Lewis Ginter started amassing Henrico County property east of Brook Turnpike from 1890 until his death in October, 1897. Other than the Union Theological Seminary buildings, only about 12 structures in historic Ginter Park remain from this period.

To the east of Ginter’s holdings lay the estate of Luther Wright, Hood’s Nursery and the already growing suburbs of Barton Heights and Highland Park. To the south was Hammond’s nursery with greenhouses for a thriving cut-flower business.

Deeds on Ginter’s property sold from 1897-1906 would be labeled “from the estate of Lewis Ginter”.

The Lewis Ginter Land and Improvement Company was created by his heirs to carry out Ginter’s plan of suburban development for upper middle class Richmonders. It was incorporated in 1901, but the company did not begin aggressive marketing and use of the Ginter Park name until 1906.

The affluent suburban residents organized to voice their requests to the primarily rural Henrico County and to the LGLI Company by creating the Ginter Park Residents Association in 1909.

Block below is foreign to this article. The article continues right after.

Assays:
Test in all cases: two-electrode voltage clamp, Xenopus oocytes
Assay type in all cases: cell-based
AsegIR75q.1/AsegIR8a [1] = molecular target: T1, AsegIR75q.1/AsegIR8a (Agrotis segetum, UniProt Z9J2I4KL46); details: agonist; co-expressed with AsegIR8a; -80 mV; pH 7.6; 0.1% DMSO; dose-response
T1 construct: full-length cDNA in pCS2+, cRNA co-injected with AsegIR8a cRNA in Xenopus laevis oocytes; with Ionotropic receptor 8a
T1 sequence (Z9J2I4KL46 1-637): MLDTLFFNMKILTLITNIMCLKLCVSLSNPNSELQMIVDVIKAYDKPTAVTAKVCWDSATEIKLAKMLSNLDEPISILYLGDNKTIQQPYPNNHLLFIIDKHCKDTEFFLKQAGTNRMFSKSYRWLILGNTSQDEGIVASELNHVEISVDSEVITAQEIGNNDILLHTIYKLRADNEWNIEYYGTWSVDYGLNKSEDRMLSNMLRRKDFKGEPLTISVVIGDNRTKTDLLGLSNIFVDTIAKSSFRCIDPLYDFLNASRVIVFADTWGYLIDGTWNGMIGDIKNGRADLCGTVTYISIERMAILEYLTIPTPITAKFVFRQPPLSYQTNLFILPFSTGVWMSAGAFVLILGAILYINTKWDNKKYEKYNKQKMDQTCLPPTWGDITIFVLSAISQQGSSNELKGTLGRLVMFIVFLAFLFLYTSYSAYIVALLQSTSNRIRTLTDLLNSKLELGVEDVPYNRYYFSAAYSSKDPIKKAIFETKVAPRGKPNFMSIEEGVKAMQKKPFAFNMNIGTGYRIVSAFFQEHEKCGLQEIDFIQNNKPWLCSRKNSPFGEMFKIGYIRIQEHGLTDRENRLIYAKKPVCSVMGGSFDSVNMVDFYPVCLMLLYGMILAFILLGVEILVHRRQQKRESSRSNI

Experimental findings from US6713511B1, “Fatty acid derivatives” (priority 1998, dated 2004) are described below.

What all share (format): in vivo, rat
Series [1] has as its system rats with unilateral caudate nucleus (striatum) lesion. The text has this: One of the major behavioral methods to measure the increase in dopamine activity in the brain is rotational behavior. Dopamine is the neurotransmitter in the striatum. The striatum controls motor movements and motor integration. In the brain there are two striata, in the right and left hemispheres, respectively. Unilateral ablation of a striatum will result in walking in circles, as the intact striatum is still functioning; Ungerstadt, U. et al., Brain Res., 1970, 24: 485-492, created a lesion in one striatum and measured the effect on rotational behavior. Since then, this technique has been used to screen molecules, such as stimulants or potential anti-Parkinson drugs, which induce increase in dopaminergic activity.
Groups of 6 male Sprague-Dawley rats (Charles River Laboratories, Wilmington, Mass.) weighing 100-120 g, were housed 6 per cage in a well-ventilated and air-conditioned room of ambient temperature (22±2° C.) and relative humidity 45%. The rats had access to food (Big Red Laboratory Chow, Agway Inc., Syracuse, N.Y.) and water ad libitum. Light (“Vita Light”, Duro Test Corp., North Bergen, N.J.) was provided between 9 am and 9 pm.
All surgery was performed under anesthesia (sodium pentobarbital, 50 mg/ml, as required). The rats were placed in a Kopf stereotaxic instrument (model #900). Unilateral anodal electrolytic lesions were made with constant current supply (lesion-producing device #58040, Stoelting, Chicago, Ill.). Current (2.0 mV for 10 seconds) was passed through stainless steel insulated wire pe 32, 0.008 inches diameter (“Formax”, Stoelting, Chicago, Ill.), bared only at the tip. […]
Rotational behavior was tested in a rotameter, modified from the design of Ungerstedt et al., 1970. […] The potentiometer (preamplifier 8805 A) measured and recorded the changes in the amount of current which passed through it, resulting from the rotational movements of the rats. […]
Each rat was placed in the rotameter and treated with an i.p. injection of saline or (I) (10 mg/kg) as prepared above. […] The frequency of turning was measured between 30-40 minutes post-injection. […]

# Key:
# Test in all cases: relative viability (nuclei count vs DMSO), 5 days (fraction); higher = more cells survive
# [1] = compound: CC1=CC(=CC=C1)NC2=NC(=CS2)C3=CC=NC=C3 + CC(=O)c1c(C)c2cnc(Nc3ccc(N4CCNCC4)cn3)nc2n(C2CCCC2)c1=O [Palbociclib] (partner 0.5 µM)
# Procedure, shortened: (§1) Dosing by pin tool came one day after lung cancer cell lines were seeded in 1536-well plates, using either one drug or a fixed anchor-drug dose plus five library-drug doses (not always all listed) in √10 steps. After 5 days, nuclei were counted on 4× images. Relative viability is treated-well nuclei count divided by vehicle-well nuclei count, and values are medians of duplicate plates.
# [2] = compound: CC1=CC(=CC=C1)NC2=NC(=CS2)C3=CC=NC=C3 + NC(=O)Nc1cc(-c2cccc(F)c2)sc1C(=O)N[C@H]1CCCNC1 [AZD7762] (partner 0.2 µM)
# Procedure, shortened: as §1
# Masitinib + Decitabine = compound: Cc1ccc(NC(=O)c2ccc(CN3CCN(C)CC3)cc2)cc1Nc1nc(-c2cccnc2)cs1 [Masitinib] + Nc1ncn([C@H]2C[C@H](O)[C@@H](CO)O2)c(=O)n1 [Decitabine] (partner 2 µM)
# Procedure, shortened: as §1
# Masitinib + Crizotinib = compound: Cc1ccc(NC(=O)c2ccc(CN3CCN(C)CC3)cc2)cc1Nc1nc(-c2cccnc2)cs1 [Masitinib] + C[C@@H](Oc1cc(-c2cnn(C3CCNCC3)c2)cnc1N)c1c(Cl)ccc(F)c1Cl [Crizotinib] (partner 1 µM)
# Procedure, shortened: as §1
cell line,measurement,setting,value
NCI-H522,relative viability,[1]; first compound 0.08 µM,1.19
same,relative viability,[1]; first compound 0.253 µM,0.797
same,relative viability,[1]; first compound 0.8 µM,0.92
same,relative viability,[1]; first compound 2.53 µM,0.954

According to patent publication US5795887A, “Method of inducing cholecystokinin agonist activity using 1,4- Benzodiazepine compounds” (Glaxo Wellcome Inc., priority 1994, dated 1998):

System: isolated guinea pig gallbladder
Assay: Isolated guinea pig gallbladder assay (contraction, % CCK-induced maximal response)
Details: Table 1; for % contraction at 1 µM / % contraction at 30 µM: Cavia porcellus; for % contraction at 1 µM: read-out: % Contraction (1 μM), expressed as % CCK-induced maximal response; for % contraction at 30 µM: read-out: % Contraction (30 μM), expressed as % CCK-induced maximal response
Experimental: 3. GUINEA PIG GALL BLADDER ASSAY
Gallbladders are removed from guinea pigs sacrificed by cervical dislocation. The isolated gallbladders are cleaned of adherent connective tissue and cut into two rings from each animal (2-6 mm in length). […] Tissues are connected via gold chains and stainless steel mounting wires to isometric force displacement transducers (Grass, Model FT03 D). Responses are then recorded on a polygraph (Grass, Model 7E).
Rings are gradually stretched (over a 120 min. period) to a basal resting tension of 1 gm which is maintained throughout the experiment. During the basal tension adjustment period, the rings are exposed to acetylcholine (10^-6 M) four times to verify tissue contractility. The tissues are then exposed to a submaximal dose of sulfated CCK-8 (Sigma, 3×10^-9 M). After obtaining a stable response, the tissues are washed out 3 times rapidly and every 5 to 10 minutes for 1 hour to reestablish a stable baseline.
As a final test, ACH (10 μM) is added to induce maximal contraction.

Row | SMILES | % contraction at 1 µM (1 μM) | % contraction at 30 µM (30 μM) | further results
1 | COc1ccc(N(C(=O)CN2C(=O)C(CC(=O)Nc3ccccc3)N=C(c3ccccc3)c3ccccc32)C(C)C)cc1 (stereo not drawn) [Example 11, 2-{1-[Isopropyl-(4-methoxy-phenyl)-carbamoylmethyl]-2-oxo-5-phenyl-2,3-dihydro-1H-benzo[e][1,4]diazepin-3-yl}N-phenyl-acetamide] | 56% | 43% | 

More formal organization and the ability to tax themselves and sell bonds came in January 1913, when they became a township within Henrico.

An annexation lawsuit to expand Richmond’s borders resulted in Ginter Park becoming part of the city in late 1914.

Calling 911

Following multiple complaints from Ginter Parkers regarding issues with 911 calls, GPRA reached out to the Department of Emergency Communications (DEC) for a discussion.

Here are highlights of the discussion:

  1. To file a complaint about a 911 call, if the event is over, please call 804-646-5911 with all of the details about the initial call. If the event is still in progress, call 804-646-5100 and ask to speak to the on-duty communications supervisor.